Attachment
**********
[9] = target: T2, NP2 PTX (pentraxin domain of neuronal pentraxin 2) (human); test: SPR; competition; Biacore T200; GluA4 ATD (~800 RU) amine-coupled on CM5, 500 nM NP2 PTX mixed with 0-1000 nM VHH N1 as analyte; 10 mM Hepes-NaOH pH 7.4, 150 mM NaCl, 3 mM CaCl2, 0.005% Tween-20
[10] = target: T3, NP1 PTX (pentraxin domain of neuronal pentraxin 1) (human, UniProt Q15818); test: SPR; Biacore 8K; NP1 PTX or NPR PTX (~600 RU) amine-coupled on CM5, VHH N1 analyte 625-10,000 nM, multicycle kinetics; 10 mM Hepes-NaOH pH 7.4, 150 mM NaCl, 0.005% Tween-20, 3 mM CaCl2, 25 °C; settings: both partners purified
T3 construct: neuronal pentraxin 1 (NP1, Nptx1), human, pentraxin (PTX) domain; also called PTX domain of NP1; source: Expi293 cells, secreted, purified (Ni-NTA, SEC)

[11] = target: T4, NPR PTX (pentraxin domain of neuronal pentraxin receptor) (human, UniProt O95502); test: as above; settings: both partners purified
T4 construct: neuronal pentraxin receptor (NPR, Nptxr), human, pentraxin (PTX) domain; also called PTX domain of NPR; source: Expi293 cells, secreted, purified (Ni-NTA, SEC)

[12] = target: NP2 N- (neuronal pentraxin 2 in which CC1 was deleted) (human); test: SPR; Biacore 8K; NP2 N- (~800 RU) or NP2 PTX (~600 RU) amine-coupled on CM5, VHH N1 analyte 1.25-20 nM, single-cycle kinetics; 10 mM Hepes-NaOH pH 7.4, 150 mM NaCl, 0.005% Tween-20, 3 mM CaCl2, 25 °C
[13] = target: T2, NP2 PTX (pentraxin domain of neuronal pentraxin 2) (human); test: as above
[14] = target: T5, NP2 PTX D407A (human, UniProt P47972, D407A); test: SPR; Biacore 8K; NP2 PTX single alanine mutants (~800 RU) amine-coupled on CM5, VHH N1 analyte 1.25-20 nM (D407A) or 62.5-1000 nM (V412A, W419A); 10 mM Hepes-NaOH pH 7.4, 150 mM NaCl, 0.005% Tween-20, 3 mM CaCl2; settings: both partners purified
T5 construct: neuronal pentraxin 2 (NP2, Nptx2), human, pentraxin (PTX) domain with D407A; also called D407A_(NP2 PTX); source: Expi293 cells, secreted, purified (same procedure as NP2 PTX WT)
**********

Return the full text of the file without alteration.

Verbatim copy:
[9] = target: T2, NP2 PTX (pentraxin domain of neuronal pentraxin 2) (human); test: SPR; competition; Biacore T200; GluA4 ATD (~800 RU) amine-coupled on CM5, 500 nM NP2 PTX mixed with 0-1000 nM VHH N1 as analyte; 10 mM Hepes-NaOH pH 7.4, 150 mM NaCl, 3 mM CaCl2, 0.005% Tween-20
[10] = target: T3, NP1 PTX (pentraxin domain of neuronal pentraxin 1) (human, UniProt Q15818); test: SPR; Biacore 8K; NP1 PTX or NPR PTX (~600 RU) amine-coupled on CM5, VHH N1 analyte 625-10,000 nM, multicycle kinetics; 10 mM Hepes-NaOH pH 7.4, 150 mM NaCl, 0.005% Tween-20, 3 mM CaCl2, 25 °C; settings: both partners purified
T3 construct: neuronal pentraxin 1 (NP1, Nptx1), human, pentraxin (PTX) domain; also called PTX domain of NP1; source: Expi293 cells, secreted, purified (Ni-NTA, SEC)

[11] = target: T4, NPR PTX (pentraxin domain of neuronal pentraxin receptor) (human, UniProt O95502); test: as above; settings: both partners purified
T4 construct: neuronal pentraxin receptor (NPR, Nptxr), human, pentraxin (PTX) domain; also called PTX domain of NPR; source: Expi293 cells, secreted, purified (Ni-NTA, SEC)

[12] = target: NP2 N- (neuronal pentraxin 2 in which CC1 was deleted) (human); test: SPR; Biacore 8K; NP2 N- (~800 RU) or NP2 PTX (~600 RU) amine-coupled on CM5, VHH N1 analyte 1.25-20 nM, single-cycle kinetics; 10 mM Hepes-NaOH pH 7.4, 150 mM NaCl, 0.005% Tween-20, 3 mM CaCl2, 25 °C
[13] = target: T2, NP2 PTX (pentraxin domain of neuronal pentraxin 2) (human); test: as above
[14] = target: T5, NP2 PTX D407A (human, UniProt P47972, D407A); test: SPR; Biacore 8K; NP2 PTX single alanine mutants (~800 RU) amine-coupled on CM5, VHH N1 analyte 1.25-20 nM (D407A) or 62.5-1000 nM (V412A, W419A); 10 mM Hepes-NaOH pH 7.4, 150 mM NaCl, 0.005% Tween-20, 3 mM CaCl2; settings: both partners purified
T5 construct: neuronal pentraxin 2 (NP2, Nptx2), human, pentraxin (PTX) domain with D407A; also called D407A_(NP2 PTX); source: Expi293 cells, secreted, purified (same procedure as NP2 PTX WT)